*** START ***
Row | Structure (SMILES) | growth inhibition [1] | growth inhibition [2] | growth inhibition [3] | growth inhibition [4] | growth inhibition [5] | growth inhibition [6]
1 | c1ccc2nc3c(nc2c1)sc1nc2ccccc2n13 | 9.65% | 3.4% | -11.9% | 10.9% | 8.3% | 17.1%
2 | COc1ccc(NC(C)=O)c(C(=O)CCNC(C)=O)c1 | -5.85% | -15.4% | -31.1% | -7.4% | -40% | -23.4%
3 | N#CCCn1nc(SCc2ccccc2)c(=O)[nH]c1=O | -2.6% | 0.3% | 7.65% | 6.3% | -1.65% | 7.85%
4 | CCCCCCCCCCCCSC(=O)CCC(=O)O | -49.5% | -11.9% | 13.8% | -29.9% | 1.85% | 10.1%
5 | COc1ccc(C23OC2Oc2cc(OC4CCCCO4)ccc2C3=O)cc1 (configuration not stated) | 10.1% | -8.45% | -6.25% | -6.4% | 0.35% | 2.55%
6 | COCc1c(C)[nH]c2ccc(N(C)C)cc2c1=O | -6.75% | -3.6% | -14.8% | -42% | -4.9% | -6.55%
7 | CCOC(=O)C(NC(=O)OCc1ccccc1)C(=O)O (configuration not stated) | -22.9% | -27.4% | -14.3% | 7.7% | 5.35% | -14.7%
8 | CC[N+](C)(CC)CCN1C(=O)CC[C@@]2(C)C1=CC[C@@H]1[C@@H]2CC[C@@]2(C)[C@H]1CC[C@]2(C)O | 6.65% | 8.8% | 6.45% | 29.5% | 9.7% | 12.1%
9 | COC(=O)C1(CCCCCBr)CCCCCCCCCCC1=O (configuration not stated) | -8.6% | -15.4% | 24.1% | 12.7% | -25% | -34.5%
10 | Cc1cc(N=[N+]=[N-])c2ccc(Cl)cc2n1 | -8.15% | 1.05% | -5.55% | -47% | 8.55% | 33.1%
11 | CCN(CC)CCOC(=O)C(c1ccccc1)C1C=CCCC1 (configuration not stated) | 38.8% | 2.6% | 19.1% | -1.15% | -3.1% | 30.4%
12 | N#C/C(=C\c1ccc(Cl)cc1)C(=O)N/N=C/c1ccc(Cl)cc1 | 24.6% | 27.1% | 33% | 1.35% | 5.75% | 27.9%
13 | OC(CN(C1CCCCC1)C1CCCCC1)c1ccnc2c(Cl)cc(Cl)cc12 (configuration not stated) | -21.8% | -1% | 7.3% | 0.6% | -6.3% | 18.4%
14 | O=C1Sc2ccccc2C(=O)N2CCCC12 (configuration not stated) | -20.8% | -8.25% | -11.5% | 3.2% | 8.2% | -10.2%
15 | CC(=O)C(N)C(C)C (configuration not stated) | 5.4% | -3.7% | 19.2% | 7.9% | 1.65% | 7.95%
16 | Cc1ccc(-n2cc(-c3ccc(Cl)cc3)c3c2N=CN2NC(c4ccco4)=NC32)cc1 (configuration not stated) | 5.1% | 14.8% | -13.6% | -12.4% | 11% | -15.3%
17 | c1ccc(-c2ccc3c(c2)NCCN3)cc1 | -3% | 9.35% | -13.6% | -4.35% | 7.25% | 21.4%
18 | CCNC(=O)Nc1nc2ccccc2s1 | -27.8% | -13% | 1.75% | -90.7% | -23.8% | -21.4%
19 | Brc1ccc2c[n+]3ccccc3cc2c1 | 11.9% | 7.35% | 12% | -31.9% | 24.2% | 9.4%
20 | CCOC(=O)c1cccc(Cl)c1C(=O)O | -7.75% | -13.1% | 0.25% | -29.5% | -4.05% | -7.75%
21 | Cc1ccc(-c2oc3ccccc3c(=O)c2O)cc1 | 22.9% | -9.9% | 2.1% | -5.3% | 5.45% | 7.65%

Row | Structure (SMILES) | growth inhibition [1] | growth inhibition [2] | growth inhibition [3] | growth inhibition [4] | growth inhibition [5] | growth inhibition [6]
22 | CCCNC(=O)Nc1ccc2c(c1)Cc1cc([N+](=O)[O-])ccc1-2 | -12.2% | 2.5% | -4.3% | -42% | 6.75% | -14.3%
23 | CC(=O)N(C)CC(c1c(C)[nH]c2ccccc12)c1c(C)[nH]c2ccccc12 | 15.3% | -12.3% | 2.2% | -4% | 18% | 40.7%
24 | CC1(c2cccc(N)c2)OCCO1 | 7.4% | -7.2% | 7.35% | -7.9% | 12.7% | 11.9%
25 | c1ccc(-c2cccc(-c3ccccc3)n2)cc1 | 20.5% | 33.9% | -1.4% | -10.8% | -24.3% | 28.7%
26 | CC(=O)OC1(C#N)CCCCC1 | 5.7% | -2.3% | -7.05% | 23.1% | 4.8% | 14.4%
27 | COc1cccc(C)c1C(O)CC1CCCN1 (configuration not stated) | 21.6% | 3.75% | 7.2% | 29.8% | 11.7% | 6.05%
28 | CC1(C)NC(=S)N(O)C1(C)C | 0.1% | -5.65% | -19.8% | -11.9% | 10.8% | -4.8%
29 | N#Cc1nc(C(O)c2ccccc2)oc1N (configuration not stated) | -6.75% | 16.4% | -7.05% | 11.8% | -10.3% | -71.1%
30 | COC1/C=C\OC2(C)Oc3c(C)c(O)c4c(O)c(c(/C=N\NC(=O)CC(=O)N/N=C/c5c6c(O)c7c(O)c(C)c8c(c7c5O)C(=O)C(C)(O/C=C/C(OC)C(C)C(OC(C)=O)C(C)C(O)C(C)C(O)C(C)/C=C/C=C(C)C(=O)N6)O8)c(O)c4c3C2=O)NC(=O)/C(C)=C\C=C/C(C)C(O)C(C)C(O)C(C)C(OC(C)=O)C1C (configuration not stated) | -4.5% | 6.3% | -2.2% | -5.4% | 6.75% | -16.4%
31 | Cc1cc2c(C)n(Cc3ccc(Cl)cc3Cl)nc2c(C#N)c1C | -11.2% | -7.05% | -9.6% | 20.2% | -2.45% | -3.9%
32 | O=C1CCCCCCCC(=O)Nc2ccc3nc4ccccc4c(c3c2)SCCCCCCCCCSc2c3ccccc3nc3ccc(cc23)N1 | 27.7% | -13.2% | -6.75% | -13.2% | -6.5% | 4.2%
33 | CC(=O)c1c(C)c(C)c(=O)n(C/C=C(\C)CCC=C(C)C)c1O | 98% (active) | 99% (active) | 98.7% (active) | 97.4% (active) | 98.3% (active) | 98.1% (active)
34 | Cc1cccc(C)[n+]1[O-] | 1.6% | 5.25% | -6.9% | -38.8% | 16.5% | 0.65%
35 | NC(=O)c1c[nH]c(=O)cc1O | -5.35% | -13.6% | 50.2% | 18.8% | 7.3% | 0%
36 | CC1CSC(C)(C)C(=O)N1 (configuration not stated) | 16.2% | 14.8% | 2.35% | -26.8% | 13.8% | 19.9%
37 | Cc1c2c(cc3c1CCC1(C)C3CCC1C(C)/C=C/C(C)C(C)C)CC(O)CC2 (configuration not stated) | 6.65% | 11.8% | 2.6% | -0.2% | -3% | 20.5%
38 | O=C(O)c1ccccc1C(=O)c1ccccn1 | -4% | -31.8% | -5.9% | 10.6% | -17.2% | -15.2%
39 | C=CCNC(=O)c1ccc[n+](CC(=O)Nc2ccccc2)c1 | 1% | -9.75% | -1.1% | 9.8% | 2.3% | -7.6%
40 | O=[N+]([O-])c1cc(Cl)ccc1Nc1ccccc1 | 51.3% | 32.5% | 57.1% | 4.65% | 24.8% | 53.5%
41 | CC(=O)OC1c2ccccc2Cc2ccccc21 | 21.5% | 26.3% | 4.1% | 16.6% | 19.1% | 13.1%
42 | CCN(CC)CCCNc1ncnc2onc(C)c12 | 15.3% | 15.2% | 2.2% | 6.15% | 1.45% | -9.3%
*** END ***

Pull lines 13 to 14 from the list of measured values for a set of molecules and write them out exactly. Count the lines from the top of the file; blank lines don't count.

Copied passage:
12 | N#C/C(=C\c1ccc(Cl)cc1)C(=O)N/N=C/c1ccc(Cl)cc1 | 24.6% | 27.1% | 33% | 1.35% | 5.75% | 27.9%
13 | OC(CN(C1CCCCC1)C1CCCCC1)c1ccnc2c(Cl)cc(Cl)cc12 (configuration not stated) | -21.8% | -1% | 7.3% | 0.6% | -6.3% | 18.4%